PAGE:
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Don't bother with the Dead Sea Scrolls program at Science Museum
April 12, 2010
by Herald Journal & Enteprise Dispatch Editor Lynda Jensen

Our family visited the Dead Sea Scrolls exhibit at the Science Museum Saturday and I must report our experience there.

Although we enjoyed the Titanic and Vatican Splendors exhibits immensely, I must say this exhibit amounted to an hour-long advertisement for Islam (during the Omnitheater presentation), and an exhibit itself that was a clinical review of the Dead Sea Scrolls, divorced from any marvel of Christian or Jewish wonder.

If you are looking for inspiration of sacred writings that echo our own Bible 2,000 years ago, then don’t look to this exhibit to achieve that.

Our family attended this exhibit expecting just to hear about the earliest recorded writings of the Bible (the scrolls). We were excited about seeing what the scrolls recorded and reading more about them.

Instead, we were first subjected to an unwanted hour of what I would describe as propaganda for Islam.

I don’t mind receiving an insight into a different culture, but we didn’t come for this and it was misleading. We came to see and hear about Christian and Israeli roots.

It was unfair to those who drove an hour to see it, because the two were paired together and the first one wasn’t advertised. We didn’t know they were going to do that.

I wonder what would happen if the museum hosted an exhibit about the Islamic culture, with a movie all about how wonderful Jesus Christ is, paired with it? I bet things would “happen,” and I’m not saying good things.

The movie also alluded to Islam making great strides regarding treatment of women.

This would be true if we still lived in the 1800s (or stone ages), but women there need to have permission from a man even to travel anywhere (this, according to the movie itself, but you can’t take notice of this above all the sweeping camera moves and fancy packaging in the movie). That’s not progress.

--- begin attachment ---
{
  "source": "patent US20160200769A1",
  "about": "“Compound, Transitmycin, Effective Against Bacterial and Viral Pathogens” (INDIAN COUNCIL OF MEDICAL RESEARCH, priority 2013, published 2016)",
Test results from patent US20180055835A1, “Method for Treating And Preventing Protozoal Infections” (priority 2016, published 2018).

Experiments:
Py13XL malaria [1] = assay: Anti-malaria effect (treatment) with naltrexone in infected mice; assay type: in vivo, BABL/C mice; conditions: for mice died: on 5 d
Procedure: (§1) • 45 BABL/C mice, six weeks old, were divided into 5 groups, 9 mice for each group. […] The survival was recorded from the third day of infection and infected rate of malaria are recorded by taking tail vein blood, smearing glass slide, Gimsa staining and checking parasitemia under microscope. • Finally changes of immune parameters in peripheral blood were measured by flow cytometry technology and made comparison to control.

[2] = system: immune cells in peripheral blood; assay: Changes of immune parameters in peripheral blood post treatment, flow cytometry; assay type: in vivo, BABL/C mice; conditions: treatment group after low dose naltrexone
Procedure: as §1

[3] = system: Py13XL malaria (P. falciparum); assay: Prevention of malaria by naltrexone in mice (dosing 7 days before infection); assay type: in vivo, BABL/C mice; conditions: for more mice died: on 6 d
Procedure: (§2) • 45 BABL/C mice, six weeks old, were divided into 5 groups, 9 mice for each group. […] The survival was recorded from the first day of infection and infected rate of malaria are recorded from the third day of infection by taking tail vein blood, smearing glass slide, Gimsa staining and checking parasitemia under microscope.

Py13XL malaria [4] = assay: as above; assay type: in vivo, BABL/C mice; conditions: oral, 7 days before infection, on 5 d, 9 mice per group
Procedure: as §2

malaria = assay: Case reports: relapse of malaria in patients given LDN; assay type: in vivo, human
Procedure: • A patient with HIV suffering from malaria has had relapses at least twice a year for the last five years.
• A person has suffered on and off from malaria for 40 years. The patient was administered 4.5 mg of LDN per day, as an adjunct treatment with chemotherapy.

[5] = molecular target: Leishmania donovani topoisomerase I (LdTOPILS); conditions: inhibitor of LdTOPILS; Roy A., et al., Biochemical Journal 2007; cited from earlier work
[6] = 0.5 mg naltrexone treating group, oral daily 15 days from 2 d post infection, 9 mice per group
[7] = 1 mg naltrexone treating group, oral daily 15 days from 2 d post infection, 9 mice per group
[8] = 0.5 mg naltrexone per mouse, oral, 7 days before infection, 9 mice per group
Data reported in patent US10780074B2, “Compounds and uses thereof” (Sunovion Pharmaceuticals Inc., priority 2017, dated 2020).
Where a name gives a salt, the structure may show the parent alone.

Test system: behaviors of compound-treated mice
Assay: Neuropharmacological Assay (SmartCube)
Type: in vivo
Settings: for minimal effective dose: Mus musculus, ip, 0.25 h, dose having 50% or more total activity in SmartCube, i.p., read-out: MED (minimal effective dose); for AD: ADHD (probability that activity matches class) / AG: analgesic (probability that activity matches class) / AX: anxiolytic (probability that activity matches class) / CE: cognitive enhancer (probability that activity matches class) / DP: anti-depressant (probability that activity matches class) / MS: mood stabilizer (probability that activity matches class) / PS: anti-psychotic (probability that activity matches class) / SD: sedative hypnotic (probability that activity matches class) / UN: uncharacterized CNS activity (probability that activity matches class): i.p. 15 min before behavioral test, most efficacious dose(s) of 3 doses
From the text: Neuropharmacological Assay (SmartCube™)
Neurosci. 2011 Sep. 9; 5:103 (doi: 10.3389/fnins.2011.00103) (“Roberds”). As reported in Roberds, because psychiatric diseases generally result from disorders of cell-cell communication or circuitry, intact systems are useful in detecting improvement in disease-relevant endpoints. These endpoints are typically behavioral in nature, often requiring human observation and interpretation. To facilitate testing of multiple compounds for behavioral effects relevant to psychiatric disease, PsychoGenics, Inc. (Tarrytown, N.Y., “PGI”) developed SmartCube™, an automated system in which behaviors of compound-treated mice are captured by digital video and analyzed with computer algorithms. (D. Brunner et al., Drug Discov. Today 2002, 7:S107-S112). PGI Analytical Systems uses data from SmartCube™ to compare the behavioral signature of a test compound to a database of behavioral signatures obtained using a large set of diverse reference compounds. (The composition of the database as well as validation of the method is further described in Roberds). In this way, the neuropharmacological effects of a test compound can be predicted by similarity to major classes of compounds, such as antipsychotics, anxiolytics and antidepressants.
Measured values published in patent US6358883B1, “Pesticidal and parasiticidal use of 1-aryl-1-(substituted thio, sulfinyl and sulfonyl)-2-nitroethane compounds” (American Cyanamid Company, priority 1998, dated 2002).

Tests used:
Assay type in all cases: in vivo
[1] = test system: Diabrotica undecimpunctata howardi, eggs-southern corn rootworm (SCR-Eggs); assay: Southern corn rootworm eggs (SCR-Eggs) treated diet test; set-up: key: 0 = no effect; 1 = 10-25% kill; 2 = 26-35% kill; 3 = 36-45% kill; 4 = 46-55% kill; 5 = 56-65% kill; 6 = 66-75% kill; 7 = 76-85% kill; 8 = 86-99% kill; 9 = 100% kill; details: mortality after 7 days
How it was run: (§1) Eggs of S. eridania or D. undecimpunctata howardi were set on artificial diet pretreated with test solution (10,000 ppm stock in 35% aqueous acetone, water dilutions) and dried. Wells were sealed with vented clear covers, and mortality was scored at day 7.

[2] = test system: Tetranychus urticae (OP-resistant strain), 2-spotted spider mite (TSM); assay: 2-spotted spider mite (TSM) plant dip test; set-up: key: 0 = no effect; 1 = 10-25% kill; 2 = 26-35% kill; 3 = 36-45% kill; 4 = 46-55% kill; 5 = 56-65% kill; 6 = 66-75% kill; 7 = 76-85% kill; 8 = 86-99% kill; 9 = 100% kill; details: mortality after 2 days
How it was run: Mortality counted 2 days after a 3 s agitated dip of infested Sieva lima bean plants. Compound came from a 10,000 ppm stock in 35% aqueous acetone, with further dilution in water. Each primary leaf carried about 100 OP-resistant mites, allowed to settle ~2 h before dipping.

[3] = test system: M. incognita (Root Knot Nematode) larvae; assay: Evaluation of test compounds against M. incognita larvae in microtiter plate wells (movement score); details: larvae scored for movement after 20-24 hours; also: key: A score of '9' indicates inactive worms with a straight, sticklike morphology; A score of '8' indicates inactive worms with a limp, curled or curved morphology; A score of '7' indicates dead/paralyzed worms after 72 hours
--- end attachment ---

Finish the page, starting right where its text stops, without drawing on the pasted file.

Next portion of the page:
The year is 2010. They have not made great strides in their treatment of women. This part of the video is misleading.

We honestly thought that the museum didn’t plan to host the Dead Sea Scrolls and literally pulled out a drawer marked “religion” with this movie the only thing available there.

Or perhaps this is the politically correct way for the museum to try to balance out the heavy emphasis on the Bible, which the scrolls mirror?

Whatever the case, you won’t find this “Arabia” movie listed or described on the museum web site or in its advertisements.

Then there’s the exhibit itself. A smiling guide begins the exhibit by describing Christians as a SECT.

Yes apparently, we Christians are a sect (Jews, too). This is true because what was written 2,000 years ago by scribes is believed today.

Scribes who transcribed writings like the book of Psalms and book of Isaiah wrote about what is very similar to our modern-day Bibles – that is, the writings are very close to one another comparing scrolls to modern-day Bible, according to the walls of this exhibit.

Oh, sorry – you have to get through the first two-thirds of the exhibit that take such pains to make sure you understand that scribes EDIT things as they go, and to cast doubt on the validity of the scrolls (and the Bible).

It is a clinical analysis of our religious roots that is sort of like having a scientist explain the wonders of Christmas. It just doesn’t work.

How odd that the passionate and emotional part of the program – the movie – was about a different religion that has nothing to do with the scrolls, except for logistics.

If you ever read the book of Isaiah or Psalms, you would find drama and emotion on epic levels! The scrolls actually recorded more Psalms that what we know now. It’s possible that some were lost or didn’t make the cut. But the ones that are in our modern-day Bibles are also in the scrolls. That’s amazing.

But I digress.

In order to be a Christian or Jew (or person of Islamic faith), you have to have faith. Faith is something believed, but not seen; and apparently outside the grasp of scientists.

If you decide to attend this exhibit, avoid the Omnitheatre movie, and visit the exhibit with a steel heart.

Or better yet, don’t go at all. Wait for the next exhibit, which is sure to be better than this one.